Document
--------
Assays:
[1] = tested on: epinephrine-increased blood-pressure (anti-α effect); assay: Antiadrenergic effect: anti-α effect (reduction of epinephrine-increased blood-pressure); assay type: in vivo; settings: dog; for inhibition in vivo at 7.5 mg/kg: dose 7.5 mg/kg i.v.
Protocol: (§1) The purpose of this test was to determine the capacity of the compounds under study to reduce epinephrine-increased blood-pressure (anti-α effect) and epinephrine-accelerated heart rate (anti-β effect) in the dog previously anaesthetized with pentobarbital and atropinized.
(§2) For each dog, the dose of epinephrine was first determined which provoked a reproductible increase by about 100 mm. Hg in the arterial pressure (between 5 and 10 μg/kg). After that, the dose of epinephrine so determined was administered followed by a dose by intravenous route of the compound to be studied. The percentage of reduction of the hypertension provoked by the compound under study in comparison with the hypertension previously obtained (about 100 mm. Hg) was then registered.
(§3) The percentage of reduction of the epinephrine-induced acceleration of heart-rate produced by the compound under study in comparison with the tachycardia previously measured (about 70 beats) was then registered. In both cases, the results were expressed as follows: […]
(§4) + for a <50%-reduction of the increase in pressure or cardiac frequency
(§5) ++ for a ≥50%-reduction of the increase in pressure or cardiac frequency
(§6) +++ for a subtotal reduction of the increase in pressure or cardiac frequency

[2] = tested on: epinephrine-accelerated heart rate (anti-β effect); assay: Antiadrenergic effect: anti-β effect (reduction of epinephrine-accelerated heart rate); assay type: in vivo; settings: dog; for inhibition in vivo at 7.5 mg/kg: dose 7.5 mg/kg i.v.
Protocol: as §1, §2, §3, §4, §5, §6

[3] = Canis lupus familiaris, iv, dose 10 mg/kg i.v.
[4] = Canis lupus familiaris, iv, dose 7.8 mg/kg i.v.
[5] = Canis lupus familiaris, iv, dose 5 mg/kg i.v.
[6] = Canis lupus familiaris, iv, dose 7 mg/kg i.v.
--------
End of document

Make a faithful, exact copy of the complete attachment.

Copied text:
Assays:
[1] = tested on: epinephrine-increased blood-pressure (anti-α effect); assay: Antiadrenergic effect: anti-α effect (reduction of epinephrine-increased blood-pressure); assay type: in vivo; settings: dog; for inhibition in vivo at 7.5 mg/kg: dose 7.5 mg/kg i.v.
Protocol: (§1) The purpose of this test was to determine the capacity of the compounds under study to reduce epinephrine-increased blood-pressure (anti-α effect) and epinephrine-accelerated heart rate (anti-β effect) in the dog previously anaesthetized with pentobarbital and atropinized.
(§2) For each dog, the dose of epinephrine was first determined which provoked a reproductible increase by about 100 mm. Hg in the arterial pressure (between 5 and 10 μg/kg). After that, the dose of epinephrine so determined was administered followed by a dose by intravenous route of the compound to be studied. The percentage of reduction of the hypertension provoked by the compound under study in comparison with the hypertension previously obtained (about 100 mm. Hg) was then registered.
(§3) The percentage of reduction of the epinephrine-induced acceleration of heart-rate produced by the compound under study in comparison with the tachycardia previously measured (about 70 beats) was then registered. In both cases, the results were expressed as follows: […]
(§4) + for a <50%-reduction of the increase in pressure or cardiac frequency
(§5) ++ for a ≥50%-reduction of the increase in pressure or cardiac frequency
(§6) +++ for a subtotal reduction of the increase in pressure or cardiac frequency

[2] = tested on: epinephrine-accelerated heart rate (anti-β effect); assay: Antiadrenergic effect: anti-β effect (reduction of epinephrine-accelerated heart rate); assay type: in vivo; settings: dog; for inhibition in vivo at 7.5 mg/kg: dose 7.5 mg/kg i.v.
Protocol: as §1, §2, §3, §4, §5, §6

[3] = Canis lupus familiaris, iv, dose 10 mg/kg i.v.
[4] = Canis lupus familiaris, iv, dose 7.8 mg/kg i.v.
[5] = Canis lupus familiaris, iv, dose 5 mg/kg i.v.
[6] = Canis lupus familiaris, iv, dose 7 mg/kg i.v.